Let’s Learn English, 3
The online ‘Oxford Dictionaries’ give two main instances where the apostrophe is needed:
“Using apostrophes to show possession
Using apostrophes to show omission”
Richard Dobbs of another online website entitled ‘Grammar and Style in British English’ says, ” a third use, the pluralisation of words and letters in such expressions as mind your p’s and q’s, is controverial.”
So for now we’ll concentrate on the first two uses, possession and omission.
“The main guidelines it gives for showing possession are:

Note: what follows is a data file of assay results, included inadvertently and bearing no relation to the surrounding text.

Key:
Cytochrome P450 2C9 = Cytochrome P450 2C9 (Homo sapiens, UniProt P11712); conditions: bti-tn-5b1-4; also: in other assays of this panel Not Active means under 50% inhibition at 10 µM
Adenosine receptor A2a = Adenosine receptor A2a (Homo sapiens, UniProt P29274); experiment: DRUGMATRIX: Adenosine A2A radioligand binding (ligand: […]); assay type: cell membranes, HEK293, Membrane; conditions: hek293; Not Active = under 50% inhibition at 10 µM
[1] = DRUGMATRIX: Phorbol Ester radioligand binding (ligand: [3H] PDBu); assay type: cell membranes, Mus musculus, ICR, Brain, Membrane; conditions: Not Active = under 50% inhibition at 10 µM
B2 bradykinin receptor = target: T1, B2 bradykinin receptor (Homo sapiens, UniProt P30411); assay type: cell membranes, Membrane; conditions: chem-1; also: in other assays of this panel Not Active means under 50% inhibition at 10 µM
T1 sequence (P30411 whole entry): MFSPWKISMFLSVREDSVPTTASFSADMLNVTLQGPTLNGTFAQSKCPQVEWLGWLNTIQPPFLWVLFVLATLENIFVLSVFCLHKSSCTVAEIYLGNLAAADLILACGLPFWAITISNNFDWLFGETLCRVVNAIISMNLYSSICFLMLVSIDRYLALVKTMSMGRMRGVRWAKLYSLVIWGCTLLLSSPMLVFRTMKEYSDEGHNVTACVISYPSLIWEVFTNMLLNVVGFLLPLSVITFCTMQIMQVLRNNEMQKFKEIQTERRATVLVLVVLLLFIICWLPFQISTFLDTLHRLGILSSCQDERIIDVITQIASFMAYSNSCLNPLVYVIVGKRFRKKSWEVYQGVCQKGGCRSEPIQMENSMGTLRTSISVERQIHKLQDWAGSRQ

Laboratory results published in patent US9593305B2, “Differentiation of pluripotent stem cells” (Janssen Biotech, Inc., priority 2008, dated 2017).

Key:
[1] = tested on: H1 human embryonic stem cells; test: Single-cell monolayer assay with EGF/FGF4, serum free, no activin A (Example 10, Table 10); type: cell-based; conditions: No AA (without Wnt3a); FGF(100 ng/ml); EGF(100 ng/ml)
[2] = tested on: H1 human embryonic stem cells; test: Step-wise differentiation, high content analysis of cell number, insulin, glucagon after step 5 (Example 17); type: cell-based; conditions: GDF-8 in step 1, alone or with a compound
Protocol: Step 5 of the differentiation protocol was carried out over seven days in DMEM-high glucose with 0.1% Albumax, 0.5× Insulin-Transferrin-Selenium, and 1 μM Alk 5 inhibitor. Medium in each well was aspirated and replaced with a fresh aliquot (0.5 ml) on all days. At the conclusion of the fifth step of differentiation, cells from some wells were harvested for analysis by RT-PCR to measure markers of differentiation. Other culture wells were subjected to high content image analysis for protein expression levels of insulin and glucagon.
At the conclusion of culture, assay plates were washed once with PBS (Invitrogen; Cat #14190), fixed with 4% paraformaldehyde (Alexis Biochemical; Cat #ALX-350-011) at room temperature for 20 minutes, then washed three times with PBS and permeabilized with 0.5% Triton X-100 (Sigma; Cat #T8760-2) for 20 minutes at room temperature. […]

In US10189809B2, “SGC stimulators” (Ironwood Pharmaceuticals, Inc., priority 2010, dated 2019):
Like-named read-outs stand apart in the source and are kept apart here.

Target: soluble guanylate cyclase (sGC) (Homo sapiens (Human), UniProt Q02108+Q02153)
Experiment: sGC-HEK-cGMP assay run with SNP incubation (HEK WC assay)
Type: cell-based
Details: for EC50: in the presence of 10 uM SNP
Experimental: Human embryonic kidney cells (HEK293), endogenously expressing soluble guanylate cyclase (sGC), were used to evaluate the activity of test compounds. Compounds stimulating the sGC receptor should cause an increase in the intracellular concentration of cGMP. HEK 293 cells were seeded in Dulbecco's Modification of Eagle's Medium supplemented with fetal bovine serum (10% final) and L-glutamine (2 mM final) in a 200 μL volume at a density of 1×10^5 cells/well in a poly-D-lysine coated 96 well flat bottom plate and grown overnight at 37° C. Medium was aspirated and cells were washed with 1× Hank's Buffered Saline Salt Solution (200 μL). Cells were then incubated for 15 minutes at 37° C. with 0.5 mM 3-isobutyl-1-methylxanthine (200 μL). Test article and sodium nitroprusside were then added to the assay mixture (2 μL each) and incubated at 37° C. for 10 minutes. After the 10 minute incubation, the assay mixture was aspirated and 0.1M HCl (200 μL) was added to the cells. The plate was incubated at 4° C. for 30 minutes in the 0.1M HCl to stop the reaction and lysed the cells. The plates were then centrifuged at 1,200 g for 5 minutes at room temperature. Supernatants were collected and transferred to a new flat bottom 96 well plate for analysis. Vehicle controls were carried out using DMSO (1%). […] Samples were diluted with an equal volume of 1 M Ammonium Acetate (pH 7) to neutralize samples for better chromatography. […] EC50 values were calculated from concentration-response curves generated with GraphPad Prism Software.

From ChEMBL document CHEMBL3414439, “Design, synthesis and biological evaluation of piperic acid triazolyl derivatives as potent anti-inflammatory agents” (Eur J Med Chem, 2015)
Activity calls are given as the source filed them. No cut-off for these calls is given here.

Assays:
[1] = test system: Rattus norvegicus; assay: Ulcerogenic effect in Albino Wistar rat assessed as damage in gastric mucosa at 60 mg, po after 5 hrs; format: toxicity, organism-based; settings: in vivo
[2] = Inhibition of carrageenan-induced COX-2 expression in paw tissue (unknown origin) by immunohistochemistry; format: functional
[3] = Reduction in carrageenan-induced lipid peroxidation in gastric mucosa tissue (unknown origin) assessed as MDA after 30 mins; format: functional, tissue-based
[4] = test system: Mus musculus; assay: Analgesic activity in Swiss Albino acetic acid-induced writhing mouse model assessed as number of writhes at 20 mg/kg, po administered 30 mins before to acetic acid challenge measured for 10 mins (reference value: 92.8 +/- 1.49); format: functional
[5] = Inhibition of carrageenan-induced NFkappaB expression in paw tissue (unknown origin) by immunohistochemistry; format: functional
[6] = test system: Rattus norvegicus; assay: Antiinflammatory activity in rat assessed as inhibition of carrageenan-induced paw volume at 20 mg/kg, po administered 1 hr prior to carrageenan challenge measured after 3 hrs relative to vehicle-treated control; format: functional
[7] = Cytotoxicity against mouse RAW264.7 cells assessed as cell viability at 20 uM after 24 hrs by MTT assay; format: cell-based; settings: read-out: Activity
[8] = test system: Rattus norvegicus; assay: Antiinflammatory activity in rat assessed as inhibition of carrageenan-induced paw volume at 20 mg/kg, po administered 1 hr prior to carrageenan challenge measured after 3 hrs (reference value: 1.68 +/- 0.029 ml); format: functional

“Singular nouns and most personal names: add an apostrophe plus ‘s’:
We met at Ben’s party.
The dog’s tail wagged rapidly.
Yesterday’s weather was dreadful.
”Personal names that end in ‘s’:add an apostrophe plus ‘s’ if you would normally pronounce an extra ‘s’ if you said the word out loud:
He joined Charles’s army in 1642.
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